All I knew was that I was a lone dark elf in a large world, owning a crummy apartement in Neriak that only contained a table, a mirror and a lamp. I didn’t even have a bed, since I couldn’t afford one. And I remember that it felt great.

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2 comments

  1. Johan Eklund says:

    Ereb Altor was still pretty down to earth compared to most sword and sorcery pen and paper rpgs back then. I mean Dungeons and Dragons are like aeons worse with all their parallell worlds, planes and bizarre concepts.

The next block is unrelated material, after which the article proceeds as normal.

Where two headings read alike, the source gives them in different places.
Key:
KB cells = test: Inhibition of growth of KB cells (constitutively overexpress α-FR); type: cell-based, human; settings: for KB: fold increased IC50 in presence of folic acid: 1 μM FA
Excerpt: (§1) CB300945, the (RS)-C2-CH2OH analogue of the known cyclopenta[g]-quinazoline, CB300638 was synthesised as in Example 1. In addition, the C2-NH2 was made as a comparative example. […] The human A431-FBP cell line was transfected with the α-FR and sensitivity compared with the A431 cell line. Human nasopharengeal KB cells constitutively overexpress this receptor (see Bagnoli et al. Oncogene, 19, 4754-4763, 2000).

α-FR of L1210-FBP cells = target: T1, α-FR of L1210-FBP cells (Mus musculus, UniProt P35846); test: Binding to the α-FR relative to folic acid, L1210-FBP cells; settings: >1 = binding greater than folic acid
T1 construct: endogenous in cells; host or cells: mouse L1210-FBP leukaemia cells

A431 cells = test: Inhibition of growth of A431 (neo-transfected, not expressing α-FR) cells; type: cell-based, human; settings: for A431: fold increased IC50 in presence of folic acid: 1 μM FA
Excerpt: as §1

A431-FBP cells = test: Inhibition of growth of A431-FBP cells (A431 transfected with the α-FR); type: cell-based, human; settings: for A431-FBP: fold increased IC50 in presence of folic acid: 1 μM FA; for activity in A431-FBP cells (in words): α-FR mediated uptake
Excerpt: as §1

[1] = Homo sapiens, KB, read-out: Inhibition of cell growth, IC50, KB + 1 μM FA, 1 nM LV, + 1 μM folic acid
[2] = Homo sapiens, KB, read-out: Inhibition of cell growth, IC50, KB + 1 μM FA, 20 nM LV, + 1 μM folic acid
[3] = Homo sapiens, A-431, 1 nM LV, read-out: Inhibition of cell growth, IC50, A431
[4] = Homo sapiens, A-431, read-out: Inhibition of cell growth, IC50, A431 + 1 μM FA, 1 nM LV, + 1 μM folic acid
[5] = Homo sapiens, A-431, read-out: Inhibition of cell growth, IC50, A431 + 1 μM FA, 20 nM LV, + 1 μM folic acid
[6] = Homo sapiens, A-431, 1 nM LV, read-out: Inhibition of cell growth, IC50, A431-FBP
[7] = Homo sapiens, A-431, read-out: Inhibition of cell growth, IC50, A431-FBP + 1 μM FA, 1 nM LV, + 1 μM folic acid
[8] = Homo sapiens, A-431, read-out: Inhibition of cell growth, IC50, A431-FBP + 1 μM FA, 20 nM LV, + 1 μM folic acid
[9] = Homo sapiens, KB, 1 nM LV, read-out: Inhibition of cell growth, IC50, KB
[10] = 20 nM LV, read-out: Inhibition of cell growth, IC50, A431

But I guess it all depended on your Gamemaster/Storyteller and their interpretation of the world.

  2. Petter says:

    I should’ve KNOWN that a Swede would turn up and defend Ereb Altor. ;)

    Yeah, AD&D could be rather far out there as well. But Ereb has a lot of oddities – adventure books like Barbia and Kristalltjuren (The Crystal Bull) as two examples of things in Ereb going wrong. The introduction of the Gray Halls, where the players could move between the dimensions, took the whole thing down a strange route…

    I still love Ereb, though. I could never ever play Drakar in another world. Never ever.